So why is this important? Commonly known as “deeding” property, it is done for a variety of reasons, from the elderly wanting to give a piece of property to one or more heirs prior to death, to individuals wanting to put a piece of property into the name of their business. Property gets conveyed throughout Alabama hundreds of times a day. And the only want to transfer ownership of a property is to sign over a deed to that property.
Since a deed is required, this also means that once a property has been conveyed, you can’t undo the conveyance by simply tearing up the deed or making a quick alteration to it. It would need to be “deeded” back to the original person, or “deeded to” another person. So, its important to get it right the first time.
Once a deed has been signed and delivered, the deed itself is usually recorded in the local Probate office. This allows the rest of the world to know that the conveyance has actually occurred. This helps prevent a person from selling the same property to multiple people at multiple times. The original, then, loses most of its importance, as the world relies not on it, but upon the copy at the Probate office to determine who owns what.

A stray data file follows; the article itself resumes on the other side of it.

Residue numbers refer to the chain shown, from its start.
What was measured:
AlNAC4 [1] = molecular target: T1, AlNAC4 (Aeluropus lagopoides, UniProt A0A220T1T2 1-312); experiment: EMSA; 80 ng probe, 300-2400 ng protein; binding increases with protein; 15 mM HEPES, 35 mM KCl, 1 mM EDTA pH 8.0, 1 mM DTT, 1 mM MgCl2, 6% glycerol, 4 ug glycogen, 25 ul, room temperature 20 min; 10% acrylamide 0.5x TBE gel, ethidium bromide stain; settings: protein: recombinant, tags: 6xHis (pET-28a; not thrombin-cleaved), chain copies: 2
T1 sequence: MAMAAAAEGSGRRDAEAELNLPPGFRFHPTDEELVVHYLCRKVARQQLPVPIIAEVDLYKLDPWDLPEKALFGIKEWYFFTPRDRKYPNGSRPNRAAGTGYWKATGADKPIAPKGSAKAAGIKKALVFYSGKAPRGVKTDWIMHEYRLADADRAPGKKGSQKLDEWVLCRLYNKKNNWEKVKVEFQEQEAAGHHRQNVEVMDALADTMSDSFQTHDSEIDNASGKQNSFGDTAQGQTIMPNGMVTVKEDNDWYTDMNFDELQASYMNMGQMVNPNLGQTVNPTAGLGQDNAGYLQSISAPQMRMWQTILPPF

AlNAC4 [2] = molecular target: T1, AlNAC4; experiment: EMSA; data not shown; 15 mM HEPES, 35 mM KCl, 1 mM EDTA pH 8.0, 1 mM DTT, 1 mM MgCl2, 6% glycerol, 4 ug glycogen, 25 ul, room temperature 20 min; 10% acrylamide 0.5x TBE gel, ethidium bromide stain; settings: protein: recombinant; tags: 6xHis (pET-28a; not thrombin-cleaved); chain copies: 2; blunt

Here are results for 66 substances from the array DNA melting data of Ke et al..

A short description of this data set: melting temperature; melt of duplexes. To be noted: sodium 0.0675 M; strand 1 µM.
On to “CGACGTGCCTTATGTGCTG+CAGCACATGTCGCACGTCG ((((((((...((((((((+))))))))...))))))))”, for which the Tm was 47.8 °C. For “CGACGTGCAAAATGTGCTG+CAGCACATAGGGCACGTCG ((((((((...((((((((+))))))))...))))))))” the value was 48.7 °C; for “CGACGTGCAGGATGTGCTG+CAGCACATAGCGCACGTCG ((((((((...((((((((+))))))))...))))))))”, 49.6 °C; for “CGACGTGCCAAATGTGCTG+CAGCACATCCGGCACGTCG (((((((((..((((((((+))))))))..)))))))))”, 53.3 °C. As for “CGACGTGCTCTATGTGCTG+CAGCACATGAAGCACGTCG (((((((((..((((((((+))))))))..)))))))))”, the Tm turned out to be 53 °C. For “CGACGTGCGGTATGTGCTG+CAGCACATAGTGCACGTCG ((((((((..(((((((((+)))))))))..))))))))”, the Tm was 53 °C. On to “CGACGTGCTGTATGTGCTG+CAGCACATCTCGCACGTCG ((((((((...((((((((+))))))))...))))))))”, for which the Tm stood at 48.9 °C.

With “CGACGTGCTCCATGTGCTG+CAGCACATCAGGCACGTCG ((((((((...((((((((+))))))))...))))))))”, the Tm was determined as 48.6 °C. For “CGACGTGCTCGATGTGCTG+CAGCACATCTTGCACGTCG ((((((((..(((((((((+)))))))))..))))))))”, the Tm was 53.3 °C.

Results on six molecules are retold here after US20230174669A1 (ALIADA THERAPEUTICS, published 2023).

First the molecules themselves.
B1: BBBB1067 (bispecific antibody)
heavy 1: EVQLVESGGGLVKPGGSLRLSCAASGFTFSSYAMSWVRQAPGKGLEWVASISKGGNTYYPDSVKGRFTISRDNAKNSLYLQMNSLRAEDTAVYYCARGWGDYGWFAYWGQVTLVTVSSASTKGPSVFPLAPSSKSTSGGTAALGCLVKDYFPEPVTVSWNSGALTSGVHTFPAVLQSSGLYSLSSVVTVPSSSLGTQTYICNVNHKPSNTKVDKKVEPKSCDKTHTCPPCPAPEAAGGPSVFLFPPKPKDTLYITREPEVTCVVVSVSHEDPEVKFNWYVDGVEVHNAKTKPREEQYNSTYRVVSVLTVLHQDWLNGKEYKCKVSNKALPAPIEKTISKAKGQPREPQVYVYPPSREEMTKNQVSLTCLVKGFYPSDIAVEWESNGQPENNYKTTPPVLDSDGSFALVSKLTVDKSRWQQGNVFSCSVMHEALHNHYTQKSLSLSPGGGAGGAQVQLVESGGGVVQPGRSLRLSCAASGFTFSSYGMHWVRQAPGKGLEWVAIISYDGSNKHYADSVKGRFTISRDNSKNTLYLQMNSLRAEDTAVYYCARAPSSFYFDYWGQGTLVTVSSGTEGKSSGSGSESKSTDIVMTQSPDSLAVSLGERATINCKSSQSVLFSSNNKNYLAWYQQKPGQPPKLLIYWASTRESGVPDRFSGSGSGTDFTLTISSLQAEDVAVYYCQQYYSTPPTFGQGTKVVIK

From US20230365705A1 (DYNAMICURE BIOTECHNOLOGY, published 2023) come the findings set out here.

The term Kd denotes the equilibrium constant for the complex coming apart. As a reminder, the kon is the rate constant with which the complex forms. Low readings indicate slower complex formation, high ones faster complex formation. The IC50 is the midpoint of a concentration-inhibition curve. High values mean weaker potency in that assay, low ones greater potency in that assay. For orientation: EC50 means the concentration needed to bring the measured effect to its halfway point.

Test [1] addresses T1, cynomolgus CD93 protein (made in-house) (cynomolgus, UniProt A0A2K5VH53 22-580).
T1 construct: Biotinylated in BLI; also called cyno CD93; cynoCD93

There are several types of deeds that be created. The two primary types of deeds are a warranty deed and a quitclaim deed. The warranty deed, as the name indicates, includes a variety of promises, or warranties, with it, and helps ensure that the property you are buying will be yours to use and enjoy. If people break their promises, then you may have to address that with them. For example, a common promise as part of a warranty deed would be that the seller actually owns the property. One would think that would be obvious, but alas, it isn’t always that way. A quitclaim deed, on the other hand, doesn’t include those same promises. Instead, it simply says that the seller is conveying any interest he or she has in the property to someone else.
There are many nuances with conveying properties, so we recommend you speak with an attorney (preferably us) to discuss those issues. Though not the most complicated thing in the world, there are enough issues that come up with these types of transactions, that it would be well worth your time (and money) to seek counsel with this in order to ensure things work well.
Please contact our office if you need to convey a piece of property, whether it’s personal/residential or commercial. We are here to help!As a reminder...the information here is for general information only. The information presented should not be construed to be formal legal advice nor the formation of a lawyer/client relationship. For assistance with your specific legal question, you need to contact us.